Tampa Bay forward Nate Thompson (44) moves with the puck during a 2-1 loss at Nashville in September. The Lightning return to play from the Olympic break on Thursday night.
Don McPeak / USA TODAY Sports
TIME: Thursday at 8 p.m.
TV: Sun Sports
Both the Tampa Bay Lightning and Nashville Predators must continue to eagerly await the return of key contributors.
In the meantime, the visiting Lightning are expected to have some of their other banged-up players available Thursday night when they try to hand the Predators a fourth consecutive defeat.
Tampa Bay star Steven Stamkos continues to recover from a broken leg suffered Nov. 11, and he's eyeing a March 6 return -- the Lightning's first game back home after this four-game trip. Stamkos, who has 14 goals and nine assists in 17 games, had hoped to play at least once prior to the Olympic break, then for Canada in Sochi, but wasn't ready.
''It did feel good (Feb. 5), but it feels even better now,'' he told the NHL's official website. ''Maybe I wasn't as far along as I thought, knowing how much better it has felt now that I have kept working on it and taking a couple of days off. It's just going to continually get better and that's positive knowing it's doing that.''
Time away also appears to have helped forward Valtteri Filppula, who is second on the team with 41 points but missed out on playing for Team Finland in Sochi after breaking his ankle Feb. 6. But he'll return Thursday, and teammates Tyler Johnson (foot) and defenseman Matt Carle (foot) are also expected to play.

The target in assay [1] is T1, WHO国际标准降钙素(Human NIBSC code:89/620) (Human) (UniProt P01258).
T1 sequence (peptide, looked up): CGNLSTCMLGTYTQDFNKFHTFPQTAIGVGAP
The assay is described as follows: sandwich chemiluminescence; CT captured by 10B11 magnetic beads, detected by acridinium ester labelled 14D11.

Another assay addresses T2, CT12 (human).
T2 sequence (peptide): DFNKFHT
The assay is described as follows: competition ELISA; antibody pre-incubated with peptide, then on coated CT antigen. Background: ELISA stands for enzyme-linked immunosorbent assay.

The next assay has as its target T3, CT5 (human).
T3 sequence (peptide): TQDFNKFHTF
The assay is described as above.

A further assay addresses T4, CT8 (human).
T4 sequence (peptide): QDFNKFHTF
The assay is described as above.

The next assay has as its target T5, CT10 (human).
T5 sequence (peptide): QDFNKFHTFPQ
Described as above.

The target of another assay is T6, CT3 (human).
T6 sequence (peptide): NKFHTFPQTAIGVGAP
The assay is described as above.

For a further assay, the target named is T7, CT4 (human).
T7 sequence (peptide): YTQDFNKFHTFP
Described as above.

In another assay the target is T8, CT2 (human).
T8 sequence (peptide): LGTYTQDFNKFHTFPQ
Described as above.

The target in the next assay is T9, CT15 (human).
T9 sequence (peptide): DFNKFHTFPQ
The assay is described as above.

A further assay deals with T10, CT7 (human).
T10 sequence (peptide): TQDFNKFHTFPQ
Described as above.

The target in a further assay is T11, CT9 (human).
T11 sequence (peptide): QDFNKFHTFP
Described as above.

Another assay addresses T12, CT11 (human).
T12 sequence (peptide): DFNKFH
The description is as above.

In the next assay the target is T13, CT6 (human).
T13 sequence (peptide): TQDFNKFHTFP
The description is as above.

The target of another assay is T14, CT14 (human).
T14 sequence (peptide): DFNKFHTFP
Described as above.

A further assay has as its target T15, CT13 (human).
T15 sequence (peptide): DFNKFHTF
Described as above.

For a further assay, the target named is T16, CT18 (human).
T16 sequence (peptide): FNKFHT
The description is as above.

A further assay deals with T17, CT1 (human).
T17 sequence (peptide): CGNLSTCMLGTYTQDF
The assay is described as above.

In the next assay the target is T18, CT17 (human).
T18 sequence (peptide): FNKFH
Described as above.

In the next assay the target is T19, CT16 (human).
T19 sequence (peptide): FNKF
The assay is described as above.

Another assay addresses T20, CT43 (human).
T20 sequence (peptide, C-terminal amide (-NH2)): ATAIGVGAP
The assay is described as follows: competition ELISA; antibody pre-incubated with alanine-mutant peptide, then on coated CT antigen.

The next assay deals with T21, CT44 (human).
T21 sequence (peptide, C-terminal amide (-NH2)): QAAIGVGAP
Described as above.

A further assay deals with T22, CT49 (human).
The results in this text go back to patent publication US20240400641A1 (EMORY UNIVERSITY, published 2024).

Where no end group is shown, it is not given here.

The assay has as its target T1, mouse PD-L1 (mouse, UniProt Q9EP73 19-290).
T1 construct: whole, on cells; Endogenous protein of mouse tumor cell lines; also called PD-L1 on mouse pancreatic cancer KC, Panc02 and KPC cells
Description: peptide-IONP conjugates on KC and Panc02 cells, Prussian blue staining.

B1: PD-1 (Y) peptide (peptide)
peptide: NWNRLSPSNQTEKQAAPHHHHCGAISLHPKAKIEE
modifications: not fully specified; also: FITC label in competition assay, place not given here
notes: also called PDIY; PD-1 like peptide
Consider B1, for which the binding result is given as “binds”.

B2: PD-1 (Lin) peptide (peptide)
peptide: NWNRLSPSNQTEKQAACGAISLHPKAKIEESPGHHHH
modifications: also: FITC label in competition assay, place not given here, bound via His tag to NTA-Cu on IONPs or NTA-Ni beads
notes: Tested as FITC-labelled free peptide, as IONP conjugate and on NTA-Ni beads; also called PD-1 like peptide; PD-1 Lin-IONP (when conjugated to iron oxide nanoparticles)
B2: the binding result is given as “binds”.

While Tampa Bay (33-20-5) is among the top four teams in the Eastern Conference, it dropped four of six prior to the break. However, after scoring four goals in the previous three games, the Lightning beat Detroit 4-2 on Feb. 8 in their most recent contest.
''A win before the break puts everybody in a good mood,'' said Ben Bishop, who had dealt with a recent upper-body injury but has a 1.61 goals-against average in his last four starts.
Though the Lightning have totaled eight goals while losing three of four on the road, they face a Nashville team that has the third-fewest points (60) in the West and rode an 0-1-2 slide into the break.
''We just have to keep playing the same way and fight hard every game,'' defenseman Roman Josi said after Nashville's 5-2 home loss to Anaheim on Feb. 8. ''From now on, every game is going to be a playoff game, and we just have to make a push.''
The Predators (25-24-10) expect goaltender Pekka Rinne to help.
Out with a bacterial infection that popped up after undergoing arthroscopic surgery on his left hip Oct. 24, Rinne was cleared to increase his physical activity this week. Nashville has a 3.24 GAA since visiting Tampa Bay on Dec. 19, the worst in the league in that stretch.
''Our destination is to get Pekka back in the net at some point,'' coach Barry Trotz said. ''Whenever that happens, that happens. It feels a lot better than it was a month ago or six weeks ago.''
Star defenseman Shea Weber recorded three goals and three assists while helping Canada win gold in Sochi, but he went without a point in the last three games with Nashville.
Weber's Olympic teammate Martin St. Louis scored to help Tampa Bay snap a three-game skid against Nashville with a 4-2 victory Dec. 19.